On December 18, 2017, I published a blog post based on recent reports that a former charge nurse from Cedars=Sinai is suing the surgeon who was caught on video physically assaulting her outside the OR suite. The surgeon,Kerry Kourosh Assil, even had the temerity to tell nurse Paula Rickey that he hit her because she “liked the abuse”.
What happens when nurses speak truth to power and call physicians out on abuse? Nurses this is our #MeToo moment.
Unfortunately, Ms. Rickey feels that she was punished for reporting the attack to Human Resources. She was moved to a different unit so that she would not have to work directly with Assil, but he appears to have received only a a slap on the wrist. Rickey’s work hours were reduced while Assil’s did not change. While Cedars-Sinai issued a statement that the surgeon was disciplined accordingly, they have declined to describe the actual consequences faced by the doctor.
I wrote the following about power differentials in the aforementioned blog post:
Doctors — and especially surgeons — are generators of the lion’s share of income earned by medical facilities, and we can rest assured that Dr. Assil is no exception. Nurses’ work, on the other hand, is largely unbillable (with the exception of APRNs, of course). These facts alone belie an underlying power differential that goes far beyond levels of education and responsibility.
Surgeons bring in a lot of income, thus it is no surprise that Dr. Assil apparently suffered few or no real consequences for his egregious actions that can be clearly seen in the video referenced above.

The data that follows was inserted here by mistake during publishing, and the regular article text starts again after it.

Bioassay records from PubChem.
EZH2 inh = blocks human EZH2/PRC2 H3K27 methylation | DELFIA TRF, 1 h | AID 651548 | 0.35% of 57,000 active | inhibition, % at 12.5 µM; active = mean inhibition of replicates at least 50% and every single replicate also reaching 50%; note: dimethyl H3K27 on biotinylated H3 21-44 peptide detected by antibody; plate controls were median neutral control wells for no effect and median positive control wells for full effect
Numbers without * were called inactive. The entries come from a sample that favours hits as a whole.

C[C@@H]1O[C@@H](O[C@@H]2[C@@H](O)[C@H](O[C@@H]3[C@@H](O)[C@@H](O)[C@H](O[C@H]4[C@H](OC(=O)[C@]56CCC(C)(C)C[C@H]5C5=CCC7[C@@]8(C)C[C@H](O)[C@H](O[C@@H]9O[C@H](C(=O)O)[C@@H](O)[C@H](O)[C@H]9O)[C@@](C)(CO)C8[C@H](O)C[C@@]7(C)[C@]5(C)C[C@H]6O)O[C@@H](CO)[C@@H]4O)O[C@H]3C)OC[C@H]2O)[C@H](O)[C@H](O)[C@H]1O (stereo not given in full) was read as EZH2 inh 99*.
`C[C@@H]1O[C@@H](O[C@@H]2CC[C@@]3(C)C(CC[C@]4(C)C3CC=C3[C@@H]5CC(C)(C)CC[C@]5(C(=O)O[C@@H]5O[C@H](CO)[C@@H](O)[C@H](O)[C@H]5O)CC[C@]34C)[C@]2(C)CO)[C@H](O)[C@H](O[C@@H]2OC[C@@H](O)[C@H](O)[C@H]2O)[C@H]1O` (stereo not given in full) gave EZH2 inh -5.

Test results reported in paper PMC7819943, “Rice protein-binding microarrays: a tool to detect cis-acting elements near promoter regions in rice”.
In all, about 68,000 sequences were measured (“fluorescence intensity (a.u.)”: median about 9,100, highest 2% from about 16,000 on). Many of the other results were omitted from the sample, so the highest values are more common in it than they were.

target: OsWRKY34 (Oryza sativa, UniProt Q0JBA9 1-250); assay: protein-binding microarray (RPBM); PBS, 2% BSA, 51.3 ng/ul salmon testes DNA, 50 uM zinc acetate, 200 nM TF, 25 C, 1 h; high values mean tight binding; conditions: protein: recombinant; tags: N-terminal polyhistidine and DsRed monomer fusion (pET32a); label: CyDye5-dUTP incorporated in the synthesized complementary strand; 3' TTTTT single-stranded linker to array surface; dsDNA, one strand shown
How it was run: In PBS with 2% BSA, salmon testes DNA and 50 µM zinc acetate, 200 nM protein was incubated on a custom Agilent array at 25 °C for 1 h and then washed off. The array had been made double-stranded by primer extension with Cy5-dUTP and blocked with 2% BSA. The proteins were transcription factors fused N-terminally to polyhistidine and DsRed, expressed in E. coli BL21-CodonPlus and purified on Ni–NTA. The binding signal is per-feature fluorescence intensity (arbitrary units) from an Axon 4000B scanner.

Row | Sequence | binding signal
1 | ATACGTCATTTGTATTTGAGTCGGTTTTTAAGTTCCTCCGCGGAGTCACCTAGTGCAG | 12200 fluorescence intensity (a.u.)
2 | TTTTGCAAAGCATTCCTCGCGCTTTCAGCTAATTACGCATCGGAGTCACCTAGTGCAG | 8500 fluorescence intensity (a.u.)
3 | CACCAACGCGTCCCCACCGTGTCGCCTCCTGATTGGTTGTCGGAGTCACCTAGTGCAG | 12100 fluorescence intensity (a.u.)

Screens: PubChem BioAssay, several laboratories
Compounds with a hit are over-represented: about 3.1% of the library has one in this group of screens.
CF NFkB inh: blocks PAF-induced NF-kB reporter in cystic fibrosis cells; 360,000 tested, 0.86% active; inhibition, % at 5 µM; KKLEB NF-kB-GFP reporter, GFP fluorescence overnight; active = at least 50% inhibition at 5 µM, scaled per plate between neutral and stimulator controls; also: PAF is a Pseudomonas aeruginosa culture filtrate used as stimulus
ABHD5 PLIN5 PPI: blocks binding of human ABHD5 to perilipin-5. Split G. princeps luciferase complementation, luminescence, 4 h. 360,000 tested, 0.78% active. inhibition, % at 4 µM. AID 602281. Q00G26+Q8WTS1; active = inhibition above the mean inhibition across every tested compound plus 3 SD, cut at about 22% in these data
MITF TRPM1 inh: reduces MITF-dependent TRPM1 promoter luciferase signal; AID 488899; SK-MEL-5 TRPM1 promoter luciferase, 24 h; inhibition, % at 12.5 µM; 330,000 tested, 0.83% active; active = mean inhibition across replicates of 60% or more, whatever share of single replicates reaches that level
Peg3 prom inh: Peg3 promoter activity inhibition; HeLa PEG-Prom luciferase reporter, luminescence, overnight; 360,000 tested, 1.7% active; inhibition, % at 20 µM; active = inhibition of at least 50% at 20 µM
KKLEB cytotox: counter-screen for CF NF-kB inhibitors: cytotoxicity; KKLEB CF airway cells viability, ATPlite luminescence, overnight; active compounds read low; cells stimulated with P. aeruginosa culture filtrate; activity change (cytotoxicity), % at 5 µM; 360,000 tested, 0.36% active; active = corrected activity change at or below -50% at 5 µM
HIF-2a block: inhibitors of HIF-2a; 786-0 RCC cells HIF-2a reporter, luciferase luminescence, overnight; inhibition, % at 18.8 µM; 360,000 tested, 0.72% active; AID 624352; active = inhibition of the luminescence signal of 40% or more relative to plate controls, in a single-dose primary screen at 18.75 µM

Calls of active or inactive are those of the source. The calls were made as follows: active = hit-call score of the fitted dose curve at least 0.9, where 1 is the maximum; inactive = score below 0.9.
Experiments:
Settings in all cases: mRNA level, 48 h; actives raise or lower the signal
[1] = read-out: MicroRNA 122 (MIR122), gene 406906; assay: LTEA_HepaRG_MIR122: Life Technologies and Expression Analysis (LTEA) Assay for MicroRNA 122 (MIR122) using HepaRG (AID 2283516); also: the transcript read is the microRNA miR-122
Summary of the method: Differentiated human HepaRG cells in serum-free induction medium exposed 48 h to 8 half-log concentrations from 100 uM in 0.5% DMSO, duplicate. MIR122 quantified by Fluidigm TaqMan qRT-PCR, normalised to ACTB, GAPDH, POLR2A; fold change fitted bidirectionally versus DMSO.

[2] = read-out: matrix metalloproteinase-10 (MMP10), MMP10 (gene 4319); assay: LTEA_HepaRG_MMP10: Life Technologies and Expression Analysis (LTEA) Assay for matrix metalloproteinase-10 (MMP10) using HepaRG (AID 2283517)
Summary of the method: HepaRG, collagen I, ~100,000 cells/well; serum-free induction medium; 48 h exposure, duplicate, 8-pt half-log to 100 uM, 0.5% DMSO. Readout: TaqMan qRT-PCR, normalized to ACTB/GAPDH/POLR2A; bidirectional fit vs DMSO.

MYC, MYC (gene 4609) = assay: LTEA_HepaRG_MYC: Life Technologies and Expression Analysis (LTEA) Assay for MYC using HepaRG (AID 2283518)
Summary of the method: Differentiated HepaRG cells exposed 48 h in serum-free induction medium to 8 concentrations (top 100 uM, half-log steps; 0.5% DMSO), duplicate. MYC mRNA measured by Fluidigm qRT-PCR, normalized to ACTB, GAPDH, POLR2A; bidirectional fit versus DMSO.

In the cases of Harvey Weinstein, Roy Moore, Senator Al Franken, and other powerful men whose careers have been brought to an unceremonious end by allegations of sexual assault or misconduct, power eventually could not protect them against such reprehensible behavior. Perhaps because these men are public figures, it is actually easier to exact justice against them due to their celebrity status.
On the contrary, for surgeons (who are not exactly household names), there is less pressure to resign or lose an elevated professional position since it may be easier to keep such accusations under wraps.
However, in this case, the nurse in question has taken the courageous stance of speaking out and standing up for justice, and we can only hope that her lawsuit will have a chilling effect on hospitals and medical centers that feel they can overlook physicians’ aberrant behavior with impunity while blaming the victim and shirking their responsibility as employers.
Our Own #MeToo Moment
This is a historical moment in our country and the world. Powerful men are being brought down by women who are willing to speak out and stand up. Here’s another blog excerpt:
Nurses often feel disempowered in a healthcare system where doctors and surgeons are perceived as gods, while nurses are seen as their subservient handmaidens. In a professional setting where nurses are still approximately 90% female, the potential for abuse along gender lines is high. For nurses like Ms. Rickey, the consequences of speaking out and standing up for what’s right are often a frightening and disconcerting unknown.
In the spirit of the #MeToo movement, it’s time for nurses to stand up to physicians’ abuses of power, such as that displayed by Dr. Assil. There is deservedly plenty of literature about horizontal violence between nurses, yet we need to also see an equally significant body of literature regarding “vertical violence” perpetrated by doctors against nurses.
The moment for nurses to say “me too” has come. Abuse and violence in the workplace do not need to be sexual in nature to be worthy of our attention.
The sexual exploitation and abuse of women by men is generally viewed as a consequence of the aforementioned power differential and an overwhelmingly patriarchal system. Any form of violence — verbal, emotional, psychological, sexual, or physical — is unacceptable in every situation or environment.
Nurses, our “#MeToo” moment is here. It’s time for those who transgress against us to be held accountable for their actions, be they other nurses, surgeons, or doctors. In the words of Bob Marley, “get up, stand up — stand up for your rights.” The time is now.
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